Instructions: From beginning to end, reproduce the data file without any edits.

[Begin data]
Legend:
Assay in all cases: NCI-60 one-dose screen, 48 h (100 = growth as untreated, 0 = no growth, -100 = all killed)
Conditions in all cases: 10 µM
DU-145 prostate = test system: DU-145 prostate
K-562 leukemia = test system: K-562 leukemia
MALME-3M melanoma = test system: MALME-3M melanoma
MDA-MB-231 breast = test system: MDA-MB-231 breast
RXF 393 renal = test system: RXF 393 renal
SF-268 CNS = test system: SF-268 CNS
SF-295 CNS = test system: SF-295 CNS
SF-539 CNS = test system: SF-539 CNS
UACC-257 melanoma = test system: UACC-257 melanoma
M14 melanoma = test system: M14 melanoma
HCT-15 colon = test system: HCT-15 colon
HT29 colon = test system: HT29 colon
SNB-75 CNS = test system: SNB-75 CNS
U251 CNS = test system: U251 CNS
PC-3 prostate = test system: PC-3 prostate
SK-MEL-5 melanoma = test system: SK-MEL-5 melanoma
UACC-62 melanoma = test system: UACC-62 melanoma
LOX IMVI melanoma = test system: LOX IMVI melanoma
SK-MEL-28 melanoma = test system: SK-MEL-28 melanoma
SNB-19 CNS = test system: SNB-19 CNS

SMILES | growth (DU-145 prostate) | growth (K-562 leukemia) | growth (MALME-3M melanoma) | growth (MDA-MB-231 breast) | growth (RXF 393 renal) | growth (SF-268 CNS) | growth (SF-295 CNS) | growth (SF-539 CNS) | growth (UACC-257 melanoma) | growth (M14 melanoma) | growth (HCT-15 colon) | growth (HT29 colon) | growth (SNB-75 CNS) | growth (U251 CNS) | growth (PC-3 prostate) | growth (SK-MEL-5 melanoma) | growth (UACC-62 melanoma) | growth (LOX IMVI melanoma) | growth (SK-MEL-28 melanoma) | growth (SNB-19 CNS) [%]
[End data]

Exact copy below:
Legend:
Assay in all cases: NCI-60 one-dose screen, 48 h (100 = growth as untreated, 0 = no growth, -100 = all killed)
Conditions in all cases: 10 µM
DU-145 prostate = test system: DU-145 prostate
K-562 leukemia = test system: K-562 leukemia
MALME-3M melanoma = test system: MALME-3M melanoma
MDA-MB-231 breast = test system: MDA-MB-231 breast
RXF 393 renal = test system: RXF 393 renal
SF-268 CNS = test system: SF-268 CNS
SF-295 CNS = test system: SF-295 CNS
SF-539 CNS = test system: SF-539 CNS
UACC-257 melanoma = test system: UACC-257 melanoma
M14 melanoma = test system: M14 melanoma
HCT-15 colon = test system: HCT-15 colon
HT29 colon = test system: HT29 colon
SNB-75 CNS = test system: SNB-75 CNS
U251 CNS = test system: U251 CNS
PC-3 prostate = test system: PC-3 prostate
SK-MEL-5 melanoma = test system: SK-MEL-5 melanoma
UACC-62 melanoma = test system: UACC-62 melanoma
LOX IMVI melanoma = test system: LOX IMVI melanoma
SK-MEL-28 melanoma = test system: SK-MEL-28 melanoma
SNB-19 CNS = test system: SNB-19 CNS

SMILES | growth (DU-145 prostate) | growth (K-562 leukemia) | growth (MALME-3M melanoma) | growth (MDA-MB-231 breast) | growth (RXF 393 renal) | growth (SF-268 CNS) | growth (SF-295 CNS) | growth (SF-539 CNS) | growth (UACC-257 melanoma) | growth (M14 melanoma) | growth (HCT-15 colon) | growth (HT29 colon) | growth (SNB-75 CNS) | growth (U251 CNS) | growth (PC-3 prostate) | growth (SK-MEL-5 melanoma) | growth (UACC-62 melanoma) | growth (LOX IMVI melanoma) | growth (SK-MEL-28 melanoma) | growth (SNB-19 CNS) [%]